25. 5 out of 5

    Victoria

    Once more, in his characteristic style, Jerry Spinelli shows why he is one of my favorite authors. This inspirational, heartbreaking novel uses a strange approach to celebrate the power of friendship, love, and respect for life. Palmer is terrified of his tenth birthday. The fateful day when he will be old enough to become a wringer, one of the boys charged with helping out on the day of the city's great Pigeon Day Shoot, breaking the necks of the innocent birds. Every other boy anticipates this Once more, in his characteristic style, Jerry Spinelli shows why he is one of my favorite authors. This inspirational, heartbreaking novel uses a strange approach to celebrate the power of friendship, love, and respect for life. Palmer is terrified of his tenth birthday. The fateful day when he will be old enough to become a wringer, one of the boys charged with helping out on the day of the city's great Pigeon Day Shoot, breaking the necks of the innocent birds. Every other boy anticipates this milestone, but Palmer can hardly stand it. Then he picks up a very unlikely friend of his own; a charming, mischievous and intelligent pigeon he names Nipper. But for obvious reasons, Nipper must remain a complete secret, or someone will inevitably use him as just one more practice bird to kill. Meanwhile, Palmer navigates the hideous training of the wringer along with his peers, who are only too eager to accept the practice of violence with delight. He also befriends his outgoing neighbor Dorothy, who seems to understand his reluctance, and teaches him something about standing up for yourself. But when the day of the Pigeon Shoot arrives...will Palmer be able to save Nipper? I cry each time I read this book, from the scenes of ignorant brutality to the heartwarming moments of utter triumph. I felt for Palmer's character, and I loved the charming and unique personality of Nipper, who sometimes seemed just as human as the other characters. The ending isn't perfect, but the tears you'll shed will be of happiness, if you're anything like me. And most of all, the ending, like those of Spinelli's other books like "Stargirl" and "The Library Card," is bright with hope, the best thing a book can leave you with.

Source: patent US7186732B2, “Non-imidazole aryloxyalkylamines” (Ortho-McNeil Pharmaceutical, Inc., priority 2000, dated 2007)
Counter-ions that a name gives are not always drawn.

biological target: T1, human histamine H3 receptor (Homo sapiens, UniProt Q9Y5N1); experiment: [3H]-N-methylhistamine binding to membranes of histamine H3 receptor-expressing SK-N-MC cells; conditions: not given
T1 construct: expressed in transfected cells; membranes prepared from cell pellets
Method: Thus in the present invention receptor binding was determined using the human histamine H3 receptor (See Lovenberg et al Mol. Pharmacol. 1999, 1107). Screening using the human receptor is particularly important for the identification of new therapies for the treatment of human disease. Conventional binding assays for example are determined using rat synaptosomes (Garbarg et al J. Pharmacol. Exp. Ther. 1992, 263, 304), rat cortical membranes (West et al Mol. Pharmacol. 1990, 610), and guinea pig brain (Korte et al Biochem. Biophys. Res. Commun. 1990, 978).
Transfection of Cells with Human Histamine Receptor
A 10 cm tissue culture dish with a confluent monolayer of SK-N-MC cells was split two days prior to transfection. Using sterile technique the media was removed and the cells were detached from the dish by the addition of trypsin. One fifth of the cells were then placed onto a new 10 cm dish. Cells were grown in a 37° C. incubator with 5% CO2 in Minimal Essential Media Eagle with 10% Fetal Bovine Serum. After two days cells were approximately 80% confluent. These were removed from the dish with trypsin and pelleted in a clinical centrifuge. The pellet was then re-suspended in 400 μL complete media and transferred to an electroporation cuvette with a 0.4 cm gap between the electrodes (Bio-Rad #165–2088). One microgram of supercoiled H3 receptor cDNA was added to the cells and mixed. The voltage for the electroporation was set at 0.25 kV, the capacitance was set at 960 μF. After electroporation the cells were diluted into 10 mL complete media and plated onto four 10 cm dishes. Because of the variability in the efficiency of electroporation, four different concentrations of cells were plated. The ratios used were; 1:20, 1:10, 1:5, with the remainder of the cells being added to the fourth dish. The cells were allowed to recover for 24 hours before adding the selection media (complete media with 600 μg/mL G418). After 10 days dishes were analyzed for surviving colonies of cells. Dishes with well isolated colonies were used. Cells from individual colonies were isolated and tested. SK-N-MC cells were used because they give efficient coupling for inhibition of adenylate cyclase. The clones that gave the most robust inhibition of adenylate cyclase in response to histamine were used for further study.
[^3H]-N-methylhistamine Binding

26. 4 out of 5

    Jacob